Misconduct Synergies from Mergers
Like many sectors in the U.S. economy, the registered investment advisory (RIA) industry has seen a recent increase in consolidation through mergers and acquisitions (M&A). The RIA industry has also experienced widespread and well-documented misconduct among employees. For example, Egan, Matvos and Seru (2019) report that 7 percent of financial advisors have misconduct records. Beyond the traditional cost and revenue synergies, what is the potential impact of M&A transactions on employee behavior? Mergers can increase value if they improve monitoring and disciplinary mechanisms that reduce employee wrongdoing at the combined firm.
In a new paper, we use the RIA industry as a laboratory to test for evidence of “misconduct synergies” (i.e., reductions in disclosures of employee misconduct) following M&A transactions. Consistent with misconduct synergies, we find that disclosures of new disciplinary events in the combined firm drops by between 25 and 34 percent following mergers. This reduction is driven mainly by ”separations” – employees leaving companies voluntarily or involuntarily – of target firm employees with past incidents of misconduct. Layoffs following mergers are a well-documented source of cost savings in M&A (e.g., Bhagat et al. (1990); Haleblian et al. (2009); Lee et al. (2018)); however, the question of whether the “right” employees leave is an open and important question on which our research sheds light.
While the hypothesis that M&A disciplines rank-and-file employees is plausible, it is also difficult to test because employment records and instances of fraud and misconduct are generally unavailable for individual employees. Reporting requirements in the investment advisory industry make it a particularly useful setting because we are able to observe disciplinary and regulatory events at the firm level through the SEC’s Form ADV. We also observe registered advisers’ individual employment and disciplinary histories through data made available to the public via FINRA’s BrokerCheck system. We use the term “All Employee Disclosures” to describe any disclosure across the 23 categories of disciplinary events in the FINRA BrokerCheck data. These include customer disputes, regulatory investigations and actions, certain criminal and civil proceedings, and bankruptcy filings. It is important to emphasize that not all of these disclosures are evidence of employee wrongdoing. To account for this, we separately analyze the six categories of disclosures that Egan, Matvos and Seru (2019) consider to be most indicative of employee misconduct. We use “employee misconduct (EMS)” to describe this subset of less ambiguous disclosures, and we conduct all of our analyses using both disclosure measures.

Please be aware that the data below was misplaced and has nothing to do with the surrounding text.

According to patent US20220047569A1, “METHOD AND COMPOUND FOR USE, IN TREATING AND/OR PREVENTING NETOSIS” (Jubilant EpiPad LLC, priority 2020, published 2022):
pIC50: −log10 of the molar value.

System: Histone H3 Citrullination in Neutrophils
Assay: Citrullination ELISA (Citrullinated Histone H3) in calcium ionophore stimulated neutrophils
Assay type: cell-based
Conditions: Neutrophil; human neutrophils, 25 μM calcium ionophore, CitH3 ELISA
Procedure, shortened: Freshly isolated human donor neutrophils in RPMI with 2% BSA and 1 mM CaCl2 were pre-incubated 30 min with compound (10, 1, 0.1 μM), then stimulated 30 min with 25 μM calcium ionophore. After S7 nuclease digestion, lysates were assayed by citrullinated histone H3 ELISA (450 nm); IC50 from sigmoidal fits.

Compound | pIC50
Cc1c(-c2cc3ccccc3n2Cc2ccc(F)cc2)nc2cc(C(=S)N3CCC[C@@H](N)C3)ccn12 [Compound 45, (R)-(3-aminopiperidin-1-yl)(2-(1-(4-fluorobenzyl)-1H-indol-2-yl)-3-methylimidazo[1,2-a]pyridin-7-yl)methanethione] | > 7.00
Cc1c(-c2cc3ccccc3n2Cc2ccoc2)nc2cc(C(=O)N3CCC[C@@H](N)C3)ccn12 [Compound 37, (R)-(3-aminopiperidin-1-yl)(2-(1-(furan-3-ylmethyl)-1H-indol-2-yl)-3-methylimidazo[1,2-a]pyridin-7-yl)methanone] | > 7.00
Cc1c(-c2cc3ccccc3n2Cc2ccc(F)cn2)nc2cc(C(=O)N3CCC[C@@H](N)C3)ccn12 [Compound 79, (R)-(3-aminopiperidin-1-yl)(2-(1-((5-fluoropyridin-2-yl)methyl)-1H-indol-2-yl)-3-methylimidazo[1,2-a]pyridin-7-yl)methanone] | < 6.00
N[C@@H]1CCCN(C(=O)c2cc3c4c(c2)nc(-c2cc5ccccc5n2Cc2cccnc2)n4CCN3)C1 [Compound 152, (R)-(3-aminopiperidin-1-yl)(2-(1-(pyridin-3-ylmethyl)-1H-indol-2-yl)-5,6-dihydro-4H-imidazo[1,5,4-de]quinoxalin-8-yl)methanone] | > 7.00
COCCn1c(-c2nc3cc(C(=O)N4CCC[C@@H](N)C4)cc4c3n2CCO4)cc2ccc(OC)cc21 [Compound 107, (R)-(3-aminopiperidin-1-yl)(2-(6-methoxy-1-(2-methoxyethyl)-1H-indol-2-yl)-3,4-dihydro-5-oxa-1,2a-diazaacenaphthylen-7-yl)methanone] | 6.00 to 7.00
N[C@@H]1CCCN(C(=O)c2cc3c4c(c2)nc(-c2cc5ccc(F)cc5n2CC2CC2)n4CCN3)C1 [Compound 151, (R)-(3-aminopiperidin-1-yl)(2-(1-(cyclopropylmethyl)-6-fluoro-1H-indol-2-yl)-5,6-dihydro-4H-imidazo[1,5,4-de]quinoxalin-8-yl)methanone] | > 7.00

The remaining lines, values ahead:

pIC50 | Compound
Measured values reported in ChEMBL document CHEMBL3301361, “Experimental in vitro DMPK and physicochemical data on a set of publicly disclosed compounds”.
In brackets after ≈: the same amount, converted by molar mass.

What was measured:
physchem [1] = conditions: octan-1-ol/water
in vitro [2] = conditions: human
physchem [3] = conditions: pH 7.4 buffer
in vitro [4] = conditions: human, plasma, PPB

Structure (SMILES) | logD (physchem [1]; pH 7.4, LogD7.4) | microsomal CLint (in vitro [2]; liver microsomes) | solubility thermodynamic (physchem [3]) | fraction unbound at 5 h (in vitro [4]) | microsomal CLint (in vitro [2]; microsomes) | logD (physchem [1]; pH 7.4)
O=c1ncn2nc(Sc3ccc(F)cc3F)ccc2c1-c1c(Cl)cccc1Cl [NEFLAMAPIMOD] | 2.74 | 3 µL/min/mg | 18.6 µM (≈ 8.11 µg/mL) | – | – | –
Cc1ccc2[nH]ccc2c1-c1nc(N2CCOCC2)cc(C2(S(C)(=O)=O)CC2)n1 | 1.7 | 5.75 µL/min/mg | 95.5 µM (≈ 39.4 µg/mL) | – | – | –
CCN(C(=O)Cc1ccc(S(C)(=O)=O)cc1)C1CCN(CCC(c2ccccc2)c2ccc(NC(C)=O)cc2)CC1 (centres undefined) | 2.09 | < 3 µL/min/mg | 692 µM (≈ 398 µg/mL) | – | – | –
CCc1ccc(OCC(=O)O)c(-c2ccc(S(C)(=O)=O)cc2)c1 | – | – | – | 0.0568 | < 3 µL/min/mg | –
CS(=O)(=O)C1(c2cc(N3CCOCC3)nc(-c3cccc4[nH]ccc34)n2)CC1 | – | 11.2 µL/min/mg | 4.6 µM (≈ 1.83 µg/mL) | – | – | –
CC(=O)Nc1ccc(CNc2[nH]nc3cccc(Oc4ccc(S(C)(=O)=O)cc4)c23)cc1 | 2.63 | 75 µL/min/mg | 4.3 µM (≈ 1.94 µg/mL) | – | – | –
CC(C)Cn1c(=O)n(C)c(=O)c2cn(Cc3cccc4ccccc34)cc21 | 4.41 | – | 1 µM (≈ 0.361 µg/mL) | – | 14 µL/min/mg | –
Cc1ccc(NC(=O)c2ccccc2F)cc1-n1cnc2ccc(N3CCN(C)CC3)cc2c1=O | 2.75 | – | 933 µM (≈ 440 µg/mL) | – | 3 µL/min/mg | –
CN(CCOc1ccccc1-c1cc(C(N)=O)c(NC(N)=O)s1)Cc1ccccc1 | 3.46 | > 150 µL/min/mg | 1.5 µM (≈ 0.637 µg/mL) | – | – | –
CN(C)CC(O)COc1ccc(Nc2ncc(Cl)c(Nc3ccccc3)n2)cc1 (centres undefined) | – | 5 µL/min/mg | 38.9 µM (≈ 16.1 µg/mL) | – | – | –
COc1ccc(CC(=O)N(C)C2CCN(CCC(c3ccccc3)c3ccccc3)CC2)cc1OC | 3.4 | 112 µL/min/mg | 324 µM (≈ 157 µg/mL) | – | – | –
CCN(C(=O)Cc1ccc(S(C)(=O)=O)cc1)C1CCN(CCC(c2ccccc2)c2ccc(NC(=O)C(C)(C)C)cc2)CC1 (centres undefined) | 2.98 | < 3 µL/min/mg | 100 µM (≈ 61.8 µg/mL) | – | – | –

We begin the paper by documenting correlations between employee misconduct and investment advisory firm performance. Because advisory fees in the investment advisory industry are typically earned as a percentage of assets under management (AUM), the analysis assumes that the level of AUM is a reasonable proxy for advisory firm value and performance. We find that advisory firms with fewer incidences of past misconduct (per employee) have significantly larger future AUM. Estimates imply that a one standard deviation increase in disclosures of misconduct is associated with between 5.4 and 6.8 percent lower AUM the following year. Moreover, past employee disclosures predict future business closure, an event that is costly to firms and their customers. The estimates imply that a one standard deviation increase in misconduct is associated with a likelihood of closure that is between 8.3 and 9.8 percent higher than the average closure rate of 0.96 percent in the sample. These correlations suggest that any reductions in misconduct following M&A transactions are likely to be relevant to the value of the firm.
There are several forces that might drive variation in misconduct near M&A events. Under the traditional view of market discipline (Manne (1965)), poor performing firms are purchased by better firms, resulting in efficiencies. Indeed, there is widespread evidence of the “good buys bad” hypothesis in that high-Q firms (firms with a high ratio of market to book value) tend to buy lower-Q firms. This empirical regularity is formalized as a “Q-theory of mergers” in Jovanovic and Rousseau (2002). In the investment advisory industry, mergers in which good firms purchase bad ones might result in larger AUM or reductions in misconduct-related fines (or both). Under this view of market discipline, two hypotheses are relevant to our setting. First, we would expect high-misconduct firms to be targets of low-misconduct acquirers. Second, following the transaction, we would expect to observe lower misconduct by target-firm employees.